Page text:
Nadia Hui, flautist

UNSW's Visual Content Team and the Music Performance Unit worked together to bring project 'Empathy' to life. Performing an original work by Brendon John Warner, the music supports a soon to be released animation short that promotes the value of students looking out for each other and how even the smallest of acts can help someone in need. You can check out the performance and an interview with flautist Nadia Hui, who speaks about the message of 'Empathy'.

  • Please introduce yourself!

Hi! My name is Nadia and I am a first year student studying Medicine at UNSW. Other than going to anatomy pracs and talking to patients, I love playing the flute and piano, as music has been my passion since I can remember. Having played the flute for around 12 years, I have experienced the joys of music performance throughout my life. It has taught me so much about resilience, determination, and growth. I also enjoy hanging out with friends, playing tennis, and going for walks to see the sunset in my spare time!

  • What do you think the main message of the Empathy project was about?

I think the main message of the Empathy project was to raise awareness about the importance of fostering a healthy and supportive environment at uni. Mental health and wellbeing is a huge aspect of uni life, as young adults begin to navigate their own lives. This project aims to support positive wellbeing in students through music and a simple video. This can brighten up one’s day and be a constant reminder that it is okay to feel down sometimes. It also emphasises the importance of looking out for one another because it is difficult to know when someone is struggling.

  • What was the creative process for this project? i.e. rehearsal, performing, filming process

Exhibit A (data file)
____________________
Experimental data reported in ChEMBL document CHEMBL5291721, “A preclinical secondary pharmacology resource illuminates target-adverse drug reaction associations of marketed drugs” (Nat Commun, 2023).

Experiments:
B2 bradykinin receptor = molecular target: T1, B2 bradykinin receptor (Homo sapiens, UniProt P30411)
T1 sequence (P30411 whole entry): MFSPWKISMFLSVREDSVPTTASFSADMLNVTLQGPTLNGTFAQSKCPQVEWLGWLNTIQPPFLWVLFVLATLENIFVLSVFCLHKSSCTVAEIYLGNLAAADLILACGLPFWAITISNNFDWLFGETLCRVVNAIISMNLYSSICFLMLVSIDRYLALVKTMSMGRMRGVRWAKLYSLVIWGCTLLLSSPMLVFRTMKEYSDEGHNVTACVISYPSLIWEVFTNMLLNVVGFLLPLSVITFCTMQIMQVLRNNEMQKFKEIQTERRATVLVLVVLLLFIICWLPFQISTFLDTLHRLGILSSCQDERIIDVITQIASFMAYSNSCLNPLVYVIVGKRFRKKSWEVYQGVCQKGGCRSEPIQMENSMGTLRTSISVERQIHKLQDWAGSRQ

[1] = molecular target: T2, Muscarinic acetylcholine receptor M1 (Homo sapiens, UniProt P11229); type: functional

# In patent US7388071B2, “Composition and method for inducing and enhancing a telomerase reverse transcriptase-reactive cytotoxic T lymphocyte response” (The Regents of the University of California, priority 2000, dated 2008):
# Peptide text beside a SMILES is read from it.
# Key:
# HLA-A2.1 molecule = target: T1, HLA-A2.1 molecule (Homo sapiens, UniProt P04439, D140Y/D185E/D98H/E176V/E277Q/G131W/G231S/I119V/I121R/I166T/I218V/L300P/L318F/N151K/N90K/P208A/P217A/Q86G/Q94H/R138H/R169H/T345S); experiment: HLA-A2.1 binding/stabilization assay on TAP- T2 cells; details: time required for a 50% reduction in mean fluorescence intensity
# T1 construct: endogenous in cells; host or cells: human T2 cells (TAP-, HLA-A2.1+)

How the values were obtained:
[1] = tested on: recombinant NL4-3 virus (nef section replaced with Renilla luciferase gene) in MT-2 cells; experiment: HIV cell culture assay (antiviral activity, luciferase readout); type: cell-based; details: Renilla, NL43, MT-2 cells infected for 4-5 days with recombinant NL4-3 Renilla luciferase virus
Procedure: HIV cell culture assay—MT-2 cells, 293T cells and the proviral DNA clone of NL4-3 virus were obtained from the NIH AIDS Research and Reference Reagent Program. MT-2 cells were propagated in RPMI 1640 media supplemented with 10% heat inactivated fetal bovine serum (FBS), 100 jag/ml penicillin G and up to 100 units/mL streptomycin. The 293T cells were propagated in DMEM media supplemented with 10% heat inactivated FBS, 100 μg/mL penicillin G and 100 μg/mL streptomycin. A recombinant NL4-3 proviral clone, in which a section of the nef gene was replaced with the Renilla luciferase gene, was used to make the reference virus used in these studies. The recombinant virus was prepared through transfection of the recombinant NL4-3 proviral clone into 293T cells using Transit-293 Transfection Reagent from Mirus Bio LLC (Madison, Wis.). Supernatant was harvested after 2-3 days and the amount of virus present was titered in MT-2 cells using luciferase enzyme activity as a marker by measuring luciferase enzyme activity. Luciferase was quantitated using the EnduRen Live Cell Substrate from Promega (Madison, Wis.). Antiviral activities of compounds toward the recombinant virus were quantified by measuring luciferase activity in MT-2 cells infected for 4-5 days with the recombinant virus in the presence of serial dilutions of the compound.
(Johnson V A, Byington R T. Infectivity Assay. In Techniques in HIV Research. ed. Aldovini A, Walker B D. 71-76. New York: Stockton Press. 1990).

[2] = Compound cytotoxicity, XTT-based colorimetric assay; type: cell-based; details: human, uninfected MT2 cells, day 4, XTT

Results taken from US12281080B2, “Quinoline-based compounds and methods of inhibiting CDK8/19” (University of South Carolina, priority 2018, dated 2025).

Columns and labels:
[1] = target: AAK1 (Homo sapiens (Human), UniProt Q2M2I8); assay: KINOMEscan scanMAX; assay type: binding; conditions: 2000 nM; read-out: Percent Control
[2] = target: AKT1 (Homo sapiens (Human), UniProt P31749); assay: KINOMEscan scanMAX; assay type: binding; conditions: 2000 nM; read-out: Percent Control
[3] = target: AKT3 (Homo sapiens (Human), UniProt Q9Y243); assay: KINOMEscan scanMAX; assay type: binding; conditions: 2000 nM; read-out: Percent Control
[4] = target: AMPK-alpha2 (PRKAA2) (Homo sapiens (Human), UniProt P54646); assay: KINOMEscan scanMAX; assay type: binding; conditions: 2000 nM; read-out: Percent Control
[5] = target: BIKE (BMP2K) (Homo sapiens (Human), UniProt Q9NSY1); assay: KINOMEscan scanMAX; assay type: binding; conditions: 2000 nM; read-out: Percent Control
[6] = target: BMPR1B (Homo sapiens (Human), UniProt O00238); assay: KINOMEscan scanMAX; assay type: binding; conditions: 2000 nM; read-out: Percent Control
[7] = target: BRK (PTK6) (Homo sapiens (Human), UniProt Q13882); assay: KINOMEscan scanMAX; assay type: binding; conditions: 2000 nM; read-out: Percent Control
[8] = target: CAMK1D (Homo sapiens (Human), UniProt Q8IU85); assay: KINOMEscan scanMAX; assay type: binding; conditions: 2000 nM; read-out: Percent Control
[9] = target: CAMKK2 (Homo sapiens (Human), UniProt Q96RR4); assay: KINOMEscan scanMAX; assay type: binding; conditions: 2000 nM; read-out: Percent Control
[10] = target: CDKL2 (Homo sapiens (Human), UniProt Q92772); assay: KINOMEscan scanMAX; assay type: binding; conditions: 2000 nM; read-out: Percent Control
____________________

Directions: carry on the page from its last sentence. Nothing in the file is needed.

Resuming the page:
The creative process for this project was very unique. We rehearsed the piece many times before recording the audio, to make sure that we could capture the nuances of the music as well as the changes in harmony. Since we could not see our music when the smoke machines and different lighting were on, we had to record the audio first before filming. This was a very valuable experience as it helped me to appreciate the creativity and initiative that was needed to make this project so successful.

  • Did you have a favourite moment while preparing for this project?

My favourite moment while preparing for this project was definitely during the filming process. Having the cameras around us while we were playing in many different positions was an experience I have never had. It was so interesting to see the different camera angles and shots that could be taken to create the final product. The lighting, smoke and curtains during the filming process also created an atmosphere that tracked the mood changes within the music. It felt so real playing with so much emotion to try to convey the main atmosphere of the Empathy project.

  • What do you wish the audience got out of it?

I wish the audience can realise that raising awareness about the importance of empathy does not just come through words but can also be achieved through simple acts of music and creativity such as a project like this. I also wish that the audience can appreciate the importance of looking out for the mental wellbeing of those around them as well as themselves. This can help to foster a nurturing uni environment where everyone feels supported and not judged. 

  • Which qualities do you think makes a great musician and why?

I think that great musicians have incredible resilience. To be able to practice regularly and constantly find ways to overcome obstacles when learning pieces is a skill that is always being developed even in the most advanced musicians. And to do this, one must have resilience to keep going even after any challenges or setbacks. A great musician also loves playing music not for the recognition of others but for their own comfort and passion. This is something that I realised during my musical journey, and I found that to really become a great musician, you have to enjoy the music that you play and find passion in it.



Everyone can play a part in Wellbeing and UNSW offers a range of support services for its students. More information can be found here.

Head of Culture - Sonia Martin

Conductor – Alex Siegers

Flutes – Nadia Hui; Andrew Carter

Violins – Basil Ong, Natalie Liu

Viola – Lara van den Dolder

Cello – Kathryn Dalton

Piano – Reika Suzuki-Macklin

Audio engineer – Mark Mitchell

Esme Timbrey Studio - Paul Matthews

Visual Content: Lee Henderson, Marty Jamieson, Richard Freeman, Aleks Wynne, Jake Willis.

Special thanks also to Sandersan Onie, Roisin Trainor, and Cameron Faricy for their ideas, support, and experience.